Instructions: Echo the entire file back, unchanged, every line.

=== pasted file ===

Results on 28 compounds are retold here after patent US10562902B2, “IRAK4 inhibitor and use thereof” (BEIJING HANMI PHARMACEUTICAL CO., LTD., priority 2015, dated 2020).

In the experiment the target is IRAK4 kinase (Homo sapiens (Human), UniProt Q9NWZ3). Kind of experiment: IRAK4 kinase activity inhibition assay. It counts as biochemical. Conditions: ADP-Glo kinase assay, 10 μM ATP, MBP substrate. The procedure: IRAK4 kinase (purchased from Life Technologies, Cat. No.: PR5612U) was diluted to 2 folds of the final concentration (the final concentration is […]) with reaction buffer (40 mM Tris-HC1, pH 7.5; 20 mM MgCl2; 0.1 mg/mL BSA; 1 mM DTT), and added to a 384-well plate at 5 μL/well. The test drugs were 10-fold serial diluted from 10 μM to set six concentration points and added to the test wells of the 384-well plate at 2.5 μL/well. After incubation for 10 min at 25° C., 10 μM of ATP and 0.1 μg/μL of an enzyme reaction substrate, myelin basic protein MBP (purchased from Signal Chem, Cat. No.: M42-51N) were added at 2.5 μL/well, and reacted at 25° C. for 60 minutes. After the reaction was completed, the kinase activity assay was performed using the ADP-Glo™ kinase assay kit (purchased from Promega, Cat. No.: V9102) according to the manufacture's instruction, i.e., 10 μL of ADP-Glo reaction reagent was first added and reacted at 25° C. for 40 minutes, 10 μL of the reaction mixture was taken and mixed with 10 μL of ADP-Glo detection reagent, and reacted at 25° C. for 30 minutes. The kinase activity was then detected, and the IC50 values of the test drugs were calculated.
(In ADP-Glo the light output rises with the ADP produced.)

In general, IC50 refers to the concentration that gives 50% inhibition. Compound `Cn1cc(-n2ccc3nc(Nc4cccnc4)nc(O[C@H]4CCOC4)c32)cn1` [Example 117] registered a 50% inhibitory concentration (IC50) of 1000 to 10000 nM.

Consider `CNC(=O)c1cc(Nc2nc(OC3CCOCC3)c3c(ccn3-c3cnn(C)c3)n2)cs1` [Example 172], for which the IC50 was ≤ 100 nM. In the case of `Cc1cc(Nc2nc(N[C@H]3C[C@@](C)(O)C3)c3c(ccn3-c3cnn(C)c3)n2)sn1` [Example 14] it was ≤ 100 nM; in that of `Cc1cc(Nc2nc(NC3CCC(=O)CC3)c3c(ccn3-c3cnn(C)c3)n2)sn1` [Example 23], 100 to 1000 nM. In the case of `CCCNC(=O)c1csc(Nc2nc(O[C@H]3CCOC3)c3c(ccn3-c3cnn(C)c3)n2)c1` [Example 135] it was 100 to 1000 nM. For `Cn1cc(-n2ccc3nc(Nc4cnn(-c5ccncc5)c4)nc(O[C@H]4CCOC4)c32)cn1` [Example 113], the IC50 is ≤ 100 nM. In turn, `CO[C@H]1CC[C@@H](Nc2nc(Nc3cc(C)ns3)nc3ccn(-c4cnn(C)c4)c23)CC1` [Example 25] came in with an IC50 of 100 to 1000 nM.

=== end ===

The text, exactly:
Results on 28 compounds are retold here after patent US10562902B2, “IRAK4 inhibitor and use thereof” (BEIJING HANMI PHARMACEUTICAL CO., LTD., priority 2015, dated 2020).

In the experiment the target is IRAK4 kinase (Homo sapiens (Human), UniProt Q9NWZ3). Kind of experiment: IRAK4 kinase activity inhibition assay. It counts as biochemical. Conditions: ADP-Glo kinase assay, 10 μM ATP, MBP substrate. The procedure: IRAK4 kinase (purchased from Life Technologies, Cat. No.: PR5612U) was diluted to 2 folds of the final concentration (the final concentration is […]) with reaction buffer (40 mM Tris-HC1, pH 7.5; 20 mM MgCl2; 0.1 mg/mL BSA; 1 mM DTT), and added to a 384-well plate at 5 μL/well. The test drugs were 10-fold serial diluted from 10 μM to set six concentration points and added to the test wells of the 384-well plate at 2.5 μL/well. After incubation for 10 min at 25° C., 10 μM of ATP and 0.1 μg/μL of an enzyme reaction substrate, myelin basic protein MBP (purchased from Signal Chem, Cat. No.: M42-51N) were added at 2.5 μL/well, and reacted at 25° C. for 60 minutes. After the reaction was completed, the kinase activity assay was performed using the ADP-Glo™ kinase assay kit (purchased from Promega, Cat. No.: V9102) according to the manufacture's instruction, i.e., 10 μL of ADP-Glo reaction reagent was first added and reacted at 25° C. for 40 minutes, 10 μL of the reaction mixture was taken and mixed with 10 μL of ADP-Glo detection reagent, and reacted at 25° C. for 30 minutes. The kinase activity was then detected, and the IC50 values of the test drugs were calculated.
(In ADP-Glo the light output rises with the ADP produced.)

In general, IC50 refers to the concentration that gives 50% inhibition. Compound `Cn1cc(-n2ccc3nc(Nc4cccnc4)nc(O[C@H]4CCOC4)c32)cn1` [Example 117] registered a 50% inhibitory concentration (IC50) of 1000 to 10000 nM.

Consider `CNC(=O)c1cc(Nc2nc(OC3CCOCC3)c3c(ccn3-c3cnn(C)c3)n2)cs1` [Example 172], for which the IC50 was ≤ 100 nM. In the case of `Cc1cc(Nc2nc(N[C@H]3C[C@@](C)(O)C3)c3c(ccn3-c3cnn(C)c3)n2)sn1` [Example 14] it was ≤ 100 nM; in that of `Cc1cc(Nc2nc(NC3CCC(=O)CC3)c3c(ccn3-c3cnn(C)c3)n2)sn1` [Example 23], 100 to 1000 nM. In the case of `CCCNC(=O)c1csc(Nc2nc(O[C@H]3CCOC3)c3c(ccn3-c3cnn(C)c3)n2)c1` [Example 135] it was 100 to 1000 nM. For `Cn1cc(-n2ccc3nc(Nc4cnn(-c5ccncc5)c4)nc(O[C@H]4CCOC4)c32)cn1` [Example 113], the IC50 is ≤ 100 nM. In turn, `CO[C@H]1CC[C@@H](Nc2nc(Nc3cc(C)ns3)nc3ccn(-c4cnn(C)c4)c23)CC1` [Example 25] came in with an IC50 of 100 to 1000 nM.